Going back to college to study music at 74 would be an admirable undertaking for anyone, but it’s especially remarkable given Craig McMullen’s resume. The Columbus guitarist, who is finishing his bachelor’s degree in jazz studies at Ohio State, has played alongside Aretha Franklin, jazz trumpeter Donald Byrd and, most importantly, soul legend Curtis Mayfield, including a shift to the early ’70s that landed McMullen on the iconic funk soundtrack to the 1972 film “Super Fly,” which celebrates its 50th anniversary in August.
“In the fall, I’ll have my 75th birthday and hopefully my degree in my hands,” McMullen said in a recent video call from his home in Franklin Park on the East Side, the same neighborhood from the city where, in the 1950s, his father introduced him to the music of jazz greats like John Coltrane and Kenny Burrell.
McMullen spent his childhood summers in Detroit, where, at age 7, an uncle taught him to play the guitar. When McMullen was 8, his parents paid for guitar lessons at the Downtown Lazarus department store, and by the time he entered East High School, McMullen and his classmates were winning high school-level jazz band competitions. the state.
After graduating, McMullen and two of his Eastern buddies traveled to Massachusetts to attend the prestigious Berklee School of Music. “I didn’t like Boston because there was real prejudice and there was a lot of Mafia murder,” McMullen says, flanked on screen by two guitars. “I did it for a year, then I came back.”
In the late 1960s, McMullen worked as an electrician while performing at the Mount Vernon Avenue Club Jamaica hot spot and Main Street Bottoms Up and Club Utopia nightclubs. He played with R&B bands like the Royal Esquires and the Enchanted Five, which McMullen described as Columbus’ version of the Temptations. “We had bespoke costumes, the whole 30 feet,” says McMullen, a talkative, genius storyteller who likes the phrase “make a long story short.”
McMullen’s introduction to Curtis Mayfield came courtesy of friend and touring drummer Andre Fischer, who briefly lived in Columbus. “We were like, ‘Man, we’re gonna play together on the big stage one day, so keep your promise: whoever gets it first, bring the other guy,'” McMullen said.
Fischer continued to play drums with Chicago funk band Rufus and Chaka Khan (who later married and divorced singer Natalie Cole), but before that he played with Mayfield in the Impressions, and when the band needed a guitarist, Fischer knew exactly who Mayfield should call. McMullen joined the Impressions in January 1970 at age 22 and played on two of Mayfield’s early solo albums, Curtis Live! and Roots.
The super fly the sessions began with a phone call from Mayfield in 1971. “He said, ‘Look, we’re going to go to New York and do this club scene for this movie that’s coming out,'” says McMullen, who had just lost his big -mother. “My family told me, ‘You’re going to New York. Your grandmother would have wanted you to play. I was with my grandmother when I first heard myself on the radio in Columbus.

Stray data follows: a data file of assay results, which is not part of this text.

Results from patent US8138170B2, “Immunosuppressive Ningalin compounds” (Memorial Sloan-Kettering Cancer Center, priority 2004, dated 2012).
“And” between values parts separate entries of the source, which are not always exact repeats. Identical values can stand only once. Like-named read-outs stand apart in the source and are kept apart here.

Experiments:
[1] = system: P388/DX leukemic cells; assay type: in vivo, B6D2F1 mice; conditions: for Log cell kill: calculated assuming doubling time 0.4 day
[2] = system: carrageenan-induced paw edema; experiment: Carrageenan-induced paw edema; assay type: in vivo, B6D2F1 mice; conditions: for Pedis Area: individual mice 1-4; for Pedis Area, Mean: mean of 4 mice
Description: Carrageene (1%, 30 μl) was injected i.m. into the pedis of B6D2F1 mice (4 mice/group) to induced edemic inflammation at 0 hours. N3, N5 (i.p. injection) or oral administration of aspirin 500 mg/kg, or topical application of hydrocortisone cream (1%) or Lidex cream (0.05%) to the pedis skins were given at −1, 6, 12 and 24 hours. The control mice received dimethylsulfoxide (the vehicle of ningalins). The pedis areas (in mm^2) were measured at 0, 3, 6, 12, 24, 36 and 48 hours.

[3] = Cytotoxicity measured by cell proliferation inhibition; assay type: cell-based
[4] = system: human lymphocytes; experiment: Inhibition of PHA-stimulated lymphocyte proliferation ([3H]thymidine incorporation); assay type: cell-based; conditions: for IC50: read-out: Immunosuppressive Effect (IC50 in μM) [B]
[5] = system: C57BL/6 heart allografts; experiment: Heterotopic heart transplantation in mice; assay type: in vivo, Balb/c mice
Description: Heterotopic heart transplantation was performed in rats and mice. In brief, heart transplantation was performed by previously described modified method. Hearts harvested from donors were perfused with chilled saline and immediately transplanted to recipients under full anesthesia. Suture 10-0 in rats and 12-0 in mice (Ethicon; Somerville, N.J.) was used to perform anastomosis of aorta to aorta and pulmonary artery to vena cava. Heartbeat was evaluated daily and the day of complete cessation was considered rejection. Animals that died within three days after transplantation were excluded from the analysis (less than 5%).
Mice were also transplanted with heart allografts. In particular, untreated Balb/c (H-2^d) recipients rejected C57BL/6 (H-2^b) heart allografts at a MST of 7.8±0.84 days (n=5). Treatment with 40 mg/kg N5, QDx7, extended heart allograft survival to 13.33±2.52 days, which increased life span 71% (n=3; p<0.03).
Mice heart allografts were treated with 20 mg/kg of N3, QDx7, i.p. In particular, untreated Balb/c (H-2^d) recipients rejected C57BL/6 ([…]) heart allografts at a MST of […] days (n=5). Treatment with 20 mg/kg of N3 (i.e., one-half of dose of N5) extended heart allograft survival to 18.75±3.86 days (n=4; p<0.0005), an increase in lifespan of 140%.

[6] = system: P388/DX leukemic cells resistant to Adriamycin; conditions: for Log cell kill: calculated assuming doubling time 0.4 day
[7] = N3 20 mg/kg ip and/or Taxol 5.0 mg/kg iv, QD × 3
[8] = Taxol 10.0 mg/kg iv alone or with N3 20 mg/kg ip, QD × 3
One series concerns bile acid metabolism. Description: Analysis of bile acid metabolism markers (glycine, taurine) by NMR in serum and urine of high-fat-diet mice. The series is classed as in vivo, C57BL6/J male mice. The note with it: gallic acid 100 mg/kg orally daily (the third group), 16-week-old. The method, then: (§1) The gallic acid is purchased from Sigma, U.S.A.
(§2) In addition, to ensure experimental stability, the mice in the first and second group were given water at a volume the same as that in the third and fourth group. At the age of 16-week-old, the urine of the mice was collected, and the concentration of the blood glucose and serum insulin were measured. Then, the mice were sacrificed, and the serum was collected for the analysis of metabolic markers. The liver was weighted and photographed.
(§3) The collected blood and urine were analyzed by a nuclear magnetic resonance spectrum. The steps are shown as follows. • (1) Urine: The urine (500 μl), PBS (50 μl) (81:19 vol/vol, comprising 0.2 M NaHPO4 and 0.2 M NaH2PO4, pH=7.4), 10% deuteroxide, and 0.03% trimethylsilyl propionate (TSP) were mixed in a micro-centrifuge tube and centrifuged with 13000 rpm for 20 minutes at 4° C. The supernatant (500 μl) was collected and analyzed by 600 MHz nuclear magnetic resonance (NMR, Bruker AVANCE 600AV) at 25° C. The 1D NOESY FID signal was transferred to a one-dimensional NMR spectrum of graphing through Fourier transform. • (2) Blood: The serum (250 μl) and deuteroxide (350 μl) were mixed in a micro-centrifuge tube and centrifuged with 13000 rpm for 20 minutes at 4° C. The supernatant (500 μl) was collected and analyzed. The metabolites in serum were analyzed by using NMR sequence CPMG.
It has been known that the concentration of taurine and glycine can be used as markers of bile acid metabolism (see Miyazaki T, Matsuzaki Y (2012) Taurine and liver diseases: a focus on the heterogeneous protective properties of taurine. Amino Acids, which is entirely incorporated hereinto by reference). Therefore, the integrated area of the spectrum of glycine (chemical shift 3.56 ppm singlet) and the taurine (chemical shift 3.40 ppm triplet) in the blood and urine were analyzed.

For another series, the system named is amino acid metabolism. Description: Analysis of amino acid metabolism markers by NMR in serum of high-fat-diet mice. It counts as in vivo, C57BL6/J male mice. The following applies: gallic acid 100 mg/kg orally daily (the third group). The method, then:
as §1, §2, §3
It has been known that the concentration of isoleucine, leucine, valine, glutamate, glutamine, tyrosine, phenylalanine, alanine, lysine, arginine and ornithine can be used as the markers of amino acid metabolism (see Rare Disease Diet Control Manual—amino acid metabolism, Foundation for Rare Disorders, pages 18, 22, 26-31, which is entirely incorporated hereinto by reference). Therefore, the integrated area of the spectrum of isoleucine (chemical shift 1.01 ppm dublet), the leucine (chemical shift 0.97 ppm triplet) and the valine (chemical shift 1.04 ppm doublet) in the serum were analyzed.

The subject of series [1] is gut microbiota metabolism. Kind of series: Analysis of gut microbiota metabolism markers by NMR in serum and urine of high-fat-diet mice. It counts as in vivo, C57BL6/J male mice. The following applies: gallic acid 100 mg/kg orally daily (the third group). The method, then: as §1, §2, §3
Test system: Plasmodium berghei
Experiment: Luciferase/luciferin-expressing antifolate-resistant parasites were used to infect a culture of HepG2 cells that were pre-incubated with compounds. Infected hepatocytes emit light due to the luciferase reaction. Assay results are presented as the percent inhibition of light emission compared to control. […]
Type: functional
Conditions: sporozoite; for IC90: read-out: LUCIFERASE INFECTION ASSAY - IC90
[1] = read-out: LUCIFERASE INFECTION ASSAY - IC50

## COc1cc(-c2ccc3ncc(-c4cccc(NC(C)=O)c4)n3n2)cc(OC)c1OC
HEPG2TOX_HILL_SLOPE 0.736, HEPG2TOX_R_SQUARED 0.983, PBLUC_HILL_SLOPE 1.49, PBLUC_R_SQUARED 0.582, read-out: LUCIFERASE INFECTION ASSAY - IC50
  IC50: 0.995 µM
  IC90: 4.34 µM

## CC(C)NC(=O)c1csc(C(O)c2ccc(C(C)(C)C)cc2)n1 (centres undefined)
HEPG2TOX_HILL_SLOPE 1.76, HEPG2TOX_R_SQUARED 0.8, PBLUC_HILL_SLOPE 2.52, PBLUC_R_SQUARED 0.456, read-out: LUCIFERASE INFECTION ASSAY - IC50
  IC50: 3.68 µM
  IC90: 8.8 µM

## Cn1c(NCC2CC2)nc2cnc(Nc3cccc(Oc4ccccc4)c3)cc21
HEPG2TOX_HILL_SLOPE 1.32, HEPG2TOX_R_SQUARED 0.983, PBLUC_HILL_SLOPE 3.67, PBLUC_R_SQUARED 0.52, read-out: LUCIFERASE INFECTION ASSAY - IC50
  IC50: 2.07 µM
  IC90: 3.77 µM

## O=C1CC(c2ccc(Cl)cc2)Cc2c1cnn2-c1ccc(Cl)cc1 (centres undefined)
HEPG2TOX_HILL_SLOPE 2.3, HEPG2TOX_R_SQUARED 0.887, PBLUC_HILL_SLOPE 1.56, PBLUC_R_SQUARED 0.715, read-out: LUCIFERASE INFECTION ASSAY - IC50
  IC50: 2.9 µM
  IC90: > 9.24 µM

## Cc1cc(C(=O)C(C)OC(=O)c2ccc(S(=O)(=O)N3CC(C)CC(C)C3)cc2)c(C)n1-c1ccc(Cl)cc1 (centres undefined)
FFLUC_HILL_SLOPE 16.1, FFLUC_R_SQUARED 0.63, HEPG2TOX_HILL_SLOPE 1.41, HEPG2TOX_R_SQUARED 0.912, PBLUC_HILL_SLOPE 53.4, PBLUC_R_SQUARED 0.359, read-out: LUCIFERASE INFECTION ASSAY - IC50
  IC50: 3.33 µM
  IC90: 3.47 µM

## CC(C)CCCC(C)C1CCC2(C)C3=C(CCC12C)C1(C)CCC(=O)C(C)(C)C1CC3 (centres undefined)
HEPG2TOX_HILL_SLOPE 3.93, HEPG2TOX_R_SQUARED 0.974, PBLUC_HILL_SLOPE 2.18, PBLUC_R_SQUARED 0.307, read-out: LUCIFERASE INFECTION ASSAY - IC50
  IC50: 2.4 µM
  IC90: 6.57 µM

The band recorded “Pusherman” in New York just before shooting the “Super Fly” scene which features the musicians miming a performance of the same song in a nightclub. McMullen is only on screen briefly, but it’s hard to miss him in his bright yellow shirt, clutching a shiny red Gibson ES-355 guitar.
The group cut the rest of the super fly songs at RCA Studios in Chicago, where McMullen remembers Mayfield creating a relaxed atmosphere. “Curtis was never a high pressure guy,” McMullen says.
At RCA, Mayfield’s band recorded live with a full orchestra, which inspired McMullen. “You hear this big orchestra, twenty-something tunes, strings and everything, playing through your headphones, and man, it’s like, ‘Whoa! Leave it to me!’
The record’s first single, “Freddie’s Dead (Theme from Superfly)”, was released in July 1972, before the full album and film, and reached No. 4 on the Billboard Hot 100 chart. The song, which he later performed at the 1973 Grammy Awards, features McMullen’s guitar punctuating the string arrangements with punchy, wah-wah-infused hits. By September, the album was certified gold, with half a million units sold.
McMullen performed with Mayfield for approximately three years and subsequently recorded and performed with other notable artists. He played on Donald Byrd’s 1975 jazz-funk album, Places & Spaces, and on several records by R&B singer Leroy Hutson. He toured with Aretha Franklin for two years in the late 70s, performing at Jimmy Carter’s inauguration and playing on Queen of Soul’s 1977 album, Sweet Passion.
Today, McMullen says Super Fly stands out among his musical experiences. The songs on the disc are released via samples of hip-hop tracks by Outkast, Snoop Dogg, The Notorious BIG and others. And TV shows like Blackish and Snowfall continue to air episodes featuring super fly shots. When they do, McMullen receives a check in the mail — “money for fries,” he says. “I have enough money left to buy a milkshake. Small, not big.
But above all, the music of super fly means something, combining a social message with a timeless, funky sound. “It’s still relevant 50 years later,” he says. “super fly won’t die.
This story is from the August 2022 issue of monthly columbus.